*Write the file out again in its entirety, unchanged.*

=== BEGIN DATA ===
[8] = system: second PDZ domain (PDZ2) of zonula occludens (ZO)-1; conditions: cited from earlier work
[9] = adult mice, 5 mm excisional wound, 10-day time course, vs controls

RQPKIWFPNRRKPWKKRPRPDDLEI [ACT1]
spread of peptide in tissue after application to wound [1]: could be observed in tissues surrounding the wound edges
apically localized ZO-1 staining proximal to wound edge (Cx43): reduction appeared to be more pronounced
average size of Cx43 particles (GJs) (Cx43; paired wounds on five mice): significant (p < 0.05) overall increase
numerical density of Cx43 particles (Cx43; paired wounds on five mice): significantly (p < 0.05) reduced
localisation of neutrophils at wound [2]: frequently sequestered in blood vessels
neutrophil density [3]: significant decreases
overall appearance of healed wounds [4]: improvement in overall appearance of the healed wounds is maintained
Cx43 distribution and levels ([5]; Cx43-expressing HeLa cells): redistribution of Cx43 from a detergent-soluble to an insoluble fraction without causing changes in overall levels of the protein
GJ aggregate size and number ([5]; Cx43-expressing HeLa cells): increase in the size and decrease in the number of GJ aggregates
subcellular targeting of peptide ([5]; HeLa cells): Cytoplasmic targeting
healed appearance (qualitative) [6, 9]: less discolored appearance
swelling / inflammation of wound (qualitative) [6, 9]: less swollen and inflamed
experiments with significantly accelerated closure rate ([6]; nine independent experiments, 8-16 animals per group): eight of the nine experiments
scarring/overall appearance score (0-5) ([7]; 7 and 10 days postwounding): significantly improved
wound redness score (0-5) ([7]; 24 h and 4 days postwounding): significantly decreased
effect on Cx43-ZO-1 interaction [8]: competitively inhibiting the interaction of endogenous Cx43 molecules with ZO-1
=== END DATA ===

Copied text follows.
[8] = system: second PDZ domain (PDZ2) of zonula occludens (ZO)-1; conditions: cited from earlier work
[9] = adult mice, 5 mm excisional wound, 10-day time course, vs controls

RQPKIWFPNRRKPWKKRPRPDDLEI [ACT1]
spread of peptide in tissue after application to wound [1]: could be observed in tissues surrounding the wound edges
apically localized ZO-1 staining proximal to wound edge (Cx43): reduction appeared to be more pronounced
average size of Cx43 particles (GJs) (Cx43; paired wounds on five mice): significant (p < 0.05) overall increase
numerical density of Cx43 particles (Cx43; paired wounds on five mice): significantly (p < 0.05) reduced
localisation of neutrophils at wound [2]: frequently sequestered in blood vessels
neutrophil density [3]: significant decreases
overall appearance of healed wounds [4]: improvement in overall appearance of the healed wounds is maintained
Cx43 distribution and levels ([5]; Cx43-expressing HeLa cells): redistribution of Cx43 from a detergent-soluble to an insoluble fraction without causing changes in overall levels of the protein
GJ aggregate size and number ([5]; Cx43-expressing HeLa cells): increase in the size and decrease in the number of GJ aggregates
subcellular targeting of peptide ([5]; HeLa cells): Cytoplasmic targeting
healed appearance (qualitative) [6, 9]: less discolored appearance
swelling / inflammation of wound (qualitative) [6, 9]: less swollen and inflamed
experiments with significantly accelerated closure rate ([6]; nine independent experiments, 8-16 animals per group): eight of the nine experiments
scarring/overall appearance score (0-5) ([7]; 7 and 10 days postwounding): significantly improved
wound redness score (0-5) ([7]; 24 h and 4 days postwounding): significantly decreased
effect on Cx43-ZO-1 interaction [8]: competitively inhibiting the interaction of endogenous Cx43 molecules with ZO-1